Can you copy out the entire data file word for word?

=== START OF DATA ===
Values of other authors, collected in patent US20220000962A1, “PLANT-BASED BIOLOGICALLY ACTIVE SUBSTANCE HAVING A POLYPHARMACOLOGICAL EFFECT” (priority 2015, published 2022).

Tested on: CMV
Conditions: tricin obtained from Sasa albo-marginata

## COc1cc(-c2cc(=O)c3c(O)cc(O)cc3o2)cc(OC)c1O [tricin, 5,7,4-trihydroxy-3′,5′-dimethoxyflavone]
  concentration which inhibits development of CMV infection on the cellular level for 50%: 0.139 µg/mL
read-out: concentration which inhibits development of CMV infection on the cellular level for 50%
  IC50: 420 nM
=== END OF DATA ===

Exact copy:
Values of other authors, collected in patent US20220000962A1, “PLANT-BASED BIOLOGICALLY ACTIVE SUBSTANCE HAVING A POLYPHARMACOLOGICAL EFFECT” (priority 2015, published 2022).

Tested on: CMV
Conditions: tricin obtained from Sasa albo-marginata

## COc1cc(-c2cc(=O)c3c(O)cc(O)cc3o2)cc(OC)c1O [tricin, 5,7,4-trihydroxy-3′,5′-dimethoxyflavone]
  concentration which inhibits development of CMV infection on the cellular level for 50%: 0.139 µg/mL
read-out: concentration which inhibits development of CMV infection on the cellular level for 50%
  IC50: 420 nM